Keeping chicken for the production of eggs can be done both as a hobby and a business. Now that the eggs you were waiting for several months have started flowing, you need to understand the art of egg washing.
Egg washing is essential, especially if you are planning to eat or sell the eggs. You have to ensure that the eggs are safe, clean, and very attractive to potential buyers.
Why You Should Wash Your Eggs
Eggs might come to contact with fecal matter and other environmental bacteria at the chicken shade. These bacteria can lead to severe or even deadly diseases in people who eat the egg.
Coli is one such bacteria. Coli can get into an egg when you crack it open without thorough egg washing. Salmonella is also another deadly bacteria found in dirty eggs.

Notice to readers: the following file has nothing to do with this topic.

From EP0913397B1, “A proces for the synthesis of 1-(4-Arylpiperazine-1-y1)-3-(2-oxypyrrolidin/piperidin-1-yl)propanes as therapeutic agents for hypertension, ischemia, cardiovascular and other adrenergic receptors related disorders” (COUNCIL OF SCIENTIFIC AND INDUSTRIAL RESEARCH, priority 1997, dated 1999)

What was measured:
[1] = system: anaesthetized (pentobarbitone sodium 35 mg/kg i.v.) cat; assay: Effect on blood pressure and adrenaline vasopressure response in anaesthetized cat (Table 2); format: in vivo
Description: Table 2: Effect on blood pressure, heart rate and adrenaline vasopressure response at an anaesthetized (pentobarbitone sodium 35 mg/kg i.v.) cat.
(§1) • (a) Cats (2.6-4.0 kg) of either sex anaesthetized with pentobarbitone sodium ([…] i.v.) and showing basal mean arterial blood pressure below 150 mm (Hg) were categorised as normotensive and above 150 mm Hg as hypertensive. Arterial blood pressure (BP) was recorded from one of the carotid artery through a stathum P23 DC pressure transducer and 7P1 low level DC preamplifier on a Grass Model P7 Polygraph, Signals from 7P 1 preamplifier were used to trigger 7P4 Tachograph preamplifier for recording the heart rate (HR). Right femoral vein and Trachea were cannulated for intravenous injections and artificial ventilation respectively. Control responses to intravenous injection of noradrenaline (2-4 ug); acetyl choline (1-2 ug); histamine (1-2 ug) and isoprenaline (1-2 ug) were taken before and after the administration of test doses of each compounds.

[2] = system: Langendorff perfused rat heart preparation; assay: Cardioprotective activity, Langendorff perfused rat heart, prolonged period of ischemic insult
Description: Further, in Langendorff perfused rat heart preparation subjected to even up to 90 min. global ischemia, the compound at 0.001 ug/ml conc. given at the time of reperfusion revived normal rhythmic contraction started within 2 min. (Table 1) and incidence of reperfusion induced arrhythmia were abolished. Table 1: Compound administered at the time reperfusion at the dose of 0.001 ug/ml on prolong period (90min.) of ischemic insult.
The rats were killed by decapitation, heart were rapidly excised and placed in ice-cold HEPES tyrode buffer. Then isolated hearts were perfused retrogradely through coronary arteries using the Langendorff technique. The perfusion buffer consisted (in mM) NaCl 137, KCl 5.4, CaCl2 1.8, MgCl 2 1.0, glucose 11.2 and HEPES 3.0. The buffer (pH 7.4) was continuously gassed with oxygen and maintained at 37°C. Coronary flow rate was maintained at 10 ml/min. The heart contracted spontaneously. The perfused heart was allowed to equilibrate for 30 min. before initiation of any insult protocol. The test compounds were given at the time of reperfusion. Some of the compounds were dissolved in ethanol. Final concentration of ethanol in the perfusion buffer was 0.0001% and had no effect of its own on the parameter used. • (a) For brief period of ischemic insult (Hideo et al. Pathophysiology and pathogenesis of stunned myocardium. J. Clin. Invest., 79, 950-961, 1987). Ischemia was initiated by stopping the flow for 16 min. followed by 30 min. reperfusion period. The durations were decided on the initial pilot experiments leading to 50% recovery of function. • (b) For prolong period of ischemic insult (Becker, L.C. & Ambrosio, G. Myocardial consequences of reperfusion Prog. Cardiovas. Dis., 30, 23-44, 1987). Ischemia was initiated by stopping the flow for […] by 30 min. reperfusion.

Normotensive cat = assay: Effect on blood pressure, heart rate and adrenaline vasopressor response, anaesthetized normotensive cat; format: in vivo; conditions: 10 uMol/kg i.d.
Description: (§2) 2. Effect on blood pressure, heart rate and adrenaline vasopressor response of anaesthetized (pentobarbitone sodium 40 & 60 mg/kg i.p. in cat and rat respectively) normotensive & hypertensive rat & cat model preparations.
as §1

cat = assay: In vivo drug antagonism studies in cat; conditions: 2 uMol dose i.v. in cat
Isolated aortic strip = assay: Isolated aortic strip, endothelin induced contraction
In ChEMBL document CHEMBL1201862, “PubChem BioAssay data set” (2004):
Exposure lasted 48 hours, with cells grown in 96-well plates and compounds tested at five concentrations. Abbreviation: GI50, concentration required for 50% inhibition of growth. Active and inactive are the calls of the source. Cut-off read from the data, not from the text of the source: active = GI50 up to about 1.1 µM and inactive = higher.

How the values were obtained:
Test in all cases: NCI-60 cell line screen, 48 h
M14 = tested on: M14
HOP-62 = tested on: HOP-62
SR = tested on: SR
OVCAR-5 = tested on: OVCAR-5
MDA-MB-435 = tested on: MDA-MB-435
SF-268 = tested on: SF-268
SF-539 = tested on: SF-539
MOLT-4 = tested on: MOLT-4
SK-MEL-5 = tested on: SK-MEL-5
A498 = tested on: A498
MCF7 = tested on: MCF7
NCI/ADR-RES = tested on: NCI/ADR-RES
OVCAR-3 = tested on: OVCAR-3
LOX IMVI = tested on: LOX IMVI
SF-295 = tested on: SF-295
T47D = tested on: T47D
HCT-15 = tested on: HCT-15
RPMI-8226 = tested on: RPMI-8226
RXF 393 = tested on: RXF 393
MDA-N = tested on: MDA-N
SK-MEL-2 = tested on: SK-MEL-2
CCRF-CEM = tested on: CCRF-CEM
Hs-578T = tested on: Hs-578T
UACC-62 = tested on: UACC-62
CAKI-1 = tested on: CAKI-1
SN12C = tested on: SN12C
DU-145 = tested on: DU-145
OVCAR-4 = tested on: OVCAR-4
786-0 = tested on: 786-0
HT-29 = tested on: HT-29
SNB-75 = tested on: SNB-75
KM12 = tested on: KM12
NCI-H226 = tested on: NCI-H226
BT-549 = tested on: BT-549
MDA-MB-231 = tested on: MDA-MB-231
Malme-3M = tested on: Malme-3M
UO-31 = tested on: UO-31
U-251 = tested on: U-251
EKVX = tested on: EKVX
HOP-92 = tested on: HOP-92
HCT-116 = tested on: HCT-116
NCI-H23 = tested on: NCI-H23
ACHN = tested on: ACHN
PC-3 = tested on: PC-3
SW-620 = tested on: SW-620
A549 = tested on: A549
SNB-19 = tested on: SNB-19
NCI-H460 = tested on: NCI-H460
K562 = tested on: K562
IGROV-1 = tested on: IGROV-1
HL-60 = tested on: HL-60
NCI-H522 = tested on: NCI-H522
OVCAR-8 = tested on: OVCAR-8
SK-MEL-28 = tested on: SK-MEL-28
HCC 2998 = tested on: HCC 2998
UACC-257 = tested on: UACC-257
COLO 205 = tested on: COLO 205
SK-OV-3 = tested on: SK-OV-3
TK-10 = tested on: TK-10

Salmonella grows in the intestines of animals and is transmitted through the feces of chicken. Humans who get infected by salmonella are often infected after consuming products that are indirectly or directly contaminated by the feces of animals. In chicken, this usually happens when an egg is laid in a poorly managed chicken environment.
Should You Wash Eggs Bought in a Store?
You will be pardoned when you assume that eggs sold in stores have undergone a thorough egg washing process. However, you can wash the eggs one more time to guarantee your safety.
Should You Leave Your Fresh Eggs Unwashed?
Fresh eggs are protected with bloom. The bloom is a thin layer of coat that surrounds the whole egg. It protects the inside of the egg from external bacteria.
It seals the egg, thus allowing developing chicks to grow without any interference. The bloom also protects the egg from losing excess moisture.